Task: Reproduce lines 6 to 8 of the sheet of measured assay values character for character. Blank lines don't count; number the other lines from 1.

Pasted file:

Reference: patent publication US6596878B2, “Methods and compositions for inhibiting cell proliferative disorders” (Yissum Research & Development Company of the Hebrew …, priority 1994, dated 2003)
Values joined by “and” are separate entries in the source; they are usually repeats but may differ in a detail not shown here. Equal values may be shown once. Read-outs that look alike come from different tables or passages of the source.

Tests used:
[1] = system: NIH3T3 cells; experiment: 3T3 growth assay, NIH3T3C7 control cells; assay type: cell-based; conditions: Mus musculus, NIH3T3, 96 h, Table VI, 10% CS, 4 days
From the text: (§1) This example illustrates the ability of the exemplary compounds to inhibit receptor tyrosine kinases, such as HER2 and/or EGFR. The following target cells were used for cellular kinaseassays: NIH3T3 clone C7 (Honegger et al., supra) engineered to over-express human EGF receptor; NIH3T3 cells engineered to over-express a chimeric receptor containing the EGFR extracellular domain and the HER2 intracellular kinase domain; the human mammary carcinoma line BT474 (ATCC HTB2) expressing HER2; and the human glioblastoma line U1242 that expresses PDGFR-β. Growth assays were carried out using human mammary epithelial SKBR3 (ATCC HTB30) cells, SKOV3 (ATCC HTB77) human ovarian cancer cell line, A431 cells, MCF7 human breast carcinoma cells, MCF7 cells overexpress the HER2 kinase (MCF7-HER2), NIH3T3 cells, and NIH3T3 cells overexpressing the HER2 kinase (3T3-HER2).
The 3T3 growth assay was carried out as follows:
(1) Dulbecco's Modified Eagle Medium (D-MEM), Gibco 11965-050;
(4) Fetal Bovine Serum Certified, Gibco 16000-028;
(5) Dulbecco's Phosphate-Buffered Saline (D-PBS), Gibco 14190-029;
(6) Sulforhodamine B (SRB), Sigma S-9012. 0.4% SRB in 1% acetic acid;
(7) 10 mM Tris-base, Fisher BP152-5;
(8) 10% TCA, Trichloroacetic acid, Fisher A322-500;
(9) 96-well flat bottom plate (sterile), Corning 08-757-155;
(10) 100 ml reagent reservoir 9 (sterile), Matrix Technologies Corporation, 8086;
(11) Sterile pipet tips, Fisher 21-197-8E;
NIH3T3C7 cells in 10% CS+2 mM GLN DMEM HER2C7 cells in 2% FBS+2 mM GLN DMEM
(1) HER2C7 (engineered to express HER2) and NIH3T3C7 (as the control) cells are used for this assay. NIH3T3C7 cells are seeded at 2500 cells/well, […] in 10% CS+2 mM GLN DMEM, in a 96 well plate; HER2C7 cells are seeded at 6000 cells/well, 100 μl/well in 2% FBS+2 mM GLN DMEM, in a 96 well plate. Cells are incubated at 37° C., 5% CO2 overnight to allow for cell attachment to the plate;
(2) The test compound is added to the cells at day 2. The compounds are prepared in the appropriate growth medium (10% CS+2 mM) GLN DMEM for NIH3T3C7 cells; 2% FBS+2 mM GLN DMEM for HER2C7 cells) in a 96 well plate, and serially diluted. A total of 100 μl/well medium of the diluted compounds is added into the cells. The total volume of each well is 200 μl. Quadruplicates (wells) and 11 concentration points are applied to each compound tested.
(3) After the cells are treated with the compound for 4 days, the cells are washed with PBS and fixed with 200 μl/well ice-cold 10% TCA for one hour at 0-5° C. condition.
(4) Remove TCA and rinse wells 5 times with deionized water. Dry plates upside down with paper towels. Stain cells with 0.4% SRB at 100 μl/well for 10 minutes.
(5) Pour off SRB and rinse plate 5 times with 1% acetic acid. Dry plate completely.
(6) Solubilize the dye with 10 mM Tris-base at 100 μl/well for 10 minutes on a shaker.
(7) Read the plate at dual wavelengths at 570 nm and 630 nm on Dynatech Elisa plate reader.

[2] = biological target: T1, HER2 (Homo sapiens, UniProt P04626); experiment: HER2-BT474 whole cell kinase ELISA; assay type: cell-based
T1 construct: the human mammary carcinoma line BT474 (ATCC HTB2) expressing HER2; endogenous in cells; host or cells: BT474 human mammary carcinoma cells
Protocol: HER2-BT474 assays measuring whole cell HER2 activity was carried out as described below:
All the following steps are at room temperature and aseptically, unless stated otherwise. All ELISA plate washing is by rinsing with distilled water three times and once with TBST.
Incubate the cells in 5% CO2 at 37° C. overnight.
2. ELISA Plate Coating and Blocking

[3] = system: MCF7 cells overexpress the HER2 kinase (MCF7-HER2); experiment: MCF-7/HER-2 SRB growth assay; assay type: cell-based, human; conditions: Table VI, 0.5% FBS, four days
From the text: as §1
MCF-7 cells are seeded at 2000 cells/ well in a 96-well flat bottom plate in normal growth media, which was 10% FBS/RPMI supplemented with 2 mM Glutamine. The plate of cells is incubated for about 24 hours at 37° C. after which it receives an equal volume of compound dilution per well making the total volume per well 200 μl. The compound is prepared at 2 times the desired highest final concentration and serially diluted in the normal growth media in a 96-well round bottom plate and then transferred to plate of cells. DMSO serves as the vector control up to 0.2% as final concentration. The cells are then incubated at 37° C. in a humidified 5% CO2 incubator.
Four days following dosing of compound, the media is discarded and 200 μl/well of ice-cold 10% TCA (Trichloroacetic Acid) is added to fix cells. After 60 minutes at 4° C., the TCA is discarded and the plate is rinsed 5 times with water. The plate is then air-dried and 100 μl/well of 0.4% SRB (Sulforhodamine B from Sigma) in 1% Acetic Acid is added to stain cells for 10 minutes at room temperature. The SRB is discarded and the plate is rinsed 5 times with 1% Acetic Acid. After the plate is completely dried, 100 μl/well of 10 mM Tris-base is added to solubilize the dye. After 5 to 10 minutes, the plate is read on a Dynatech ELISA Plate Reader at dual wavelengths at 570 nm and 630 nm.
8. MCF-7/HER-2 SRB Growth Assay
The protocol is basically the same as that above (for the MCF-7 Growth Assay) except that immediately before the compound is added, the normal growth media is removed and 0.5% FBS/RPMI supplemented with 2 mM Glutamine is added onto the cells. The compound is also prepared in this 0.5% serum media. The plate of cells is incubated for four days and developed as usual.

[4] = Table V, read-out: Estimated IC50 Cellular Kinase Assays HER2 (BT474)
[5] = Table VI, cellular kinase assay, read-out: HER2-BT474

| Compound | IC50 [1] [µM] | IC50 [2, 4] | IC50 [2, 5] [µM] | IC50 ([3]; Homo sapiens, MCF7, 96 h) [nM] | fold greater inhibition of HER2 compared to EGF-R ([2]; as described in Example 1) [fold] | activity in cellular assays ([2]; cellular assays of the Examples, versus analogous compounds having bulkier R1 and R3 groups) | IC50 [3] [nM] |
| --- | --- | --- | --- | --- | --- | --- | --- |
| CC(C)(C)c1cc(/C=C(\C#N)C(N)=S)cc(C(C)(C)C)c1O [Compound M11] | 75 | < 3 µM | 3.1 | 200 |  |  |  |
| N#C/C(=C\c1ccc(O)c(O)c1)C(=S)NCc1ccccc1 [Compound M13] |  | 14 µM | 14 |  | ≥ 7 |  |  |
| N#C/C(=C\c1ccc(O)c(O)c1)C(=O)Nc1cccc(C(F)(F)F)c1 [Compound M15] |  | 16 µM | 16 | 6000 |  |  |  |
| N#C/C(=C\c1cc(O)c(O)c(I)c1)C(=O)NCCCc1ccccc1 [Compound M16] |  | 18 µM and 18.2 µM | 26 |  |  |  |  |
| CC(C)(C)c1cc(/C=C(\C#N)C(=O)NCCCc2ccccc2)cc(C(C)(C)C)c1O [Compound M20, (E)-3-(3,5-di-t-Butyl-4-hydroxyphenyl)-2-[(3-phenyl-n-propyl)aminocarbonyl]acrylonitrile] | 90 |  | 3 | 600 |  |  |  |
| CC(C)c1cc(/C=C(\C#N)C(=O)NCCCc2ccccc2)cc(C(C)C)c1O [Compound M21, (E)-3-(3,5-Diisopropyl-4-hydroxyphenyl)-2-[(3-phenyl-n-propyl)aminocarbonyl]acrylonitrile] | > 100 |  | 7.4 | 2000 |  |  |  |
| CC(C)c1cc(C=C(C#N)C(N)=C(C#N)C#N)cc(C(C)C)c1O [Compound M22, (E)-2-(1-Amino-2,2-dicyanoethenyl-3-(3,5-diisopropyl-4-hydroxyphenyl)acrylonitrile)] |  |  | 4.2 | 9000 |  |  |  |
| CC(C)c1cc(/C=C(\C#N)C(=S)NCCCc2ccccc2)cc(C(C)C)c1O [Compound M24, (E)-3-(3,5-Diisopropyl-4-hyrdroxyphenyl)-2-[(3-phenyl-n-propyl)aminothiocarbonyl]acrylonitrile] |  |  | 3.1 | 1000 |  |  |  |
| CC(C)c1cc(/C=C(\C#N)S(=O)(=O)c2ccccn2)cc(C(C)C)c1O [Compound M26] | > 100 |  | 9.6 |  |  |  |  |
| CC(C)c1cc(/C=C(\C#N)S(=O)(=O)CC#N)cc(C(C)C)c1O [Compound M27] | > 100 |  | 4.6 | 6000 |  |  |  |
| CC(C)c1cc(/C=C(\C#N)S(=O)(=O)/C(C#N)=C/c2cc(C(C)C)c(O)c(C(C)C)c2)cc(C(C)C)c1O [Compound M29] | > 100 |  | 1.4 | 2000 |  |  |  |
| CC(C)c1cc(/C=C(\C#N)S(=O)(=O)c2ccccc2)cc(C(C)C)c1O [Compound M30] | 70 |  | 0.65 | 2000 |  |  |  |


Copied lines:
The 3T3 growth assay was carried out as follows:
(1) Dulbecco's Modified Eagle Medium (D-MEM), Gibco 11965-050;
(4) Fetal Bovine Serum Certified, Gibco 16000-028;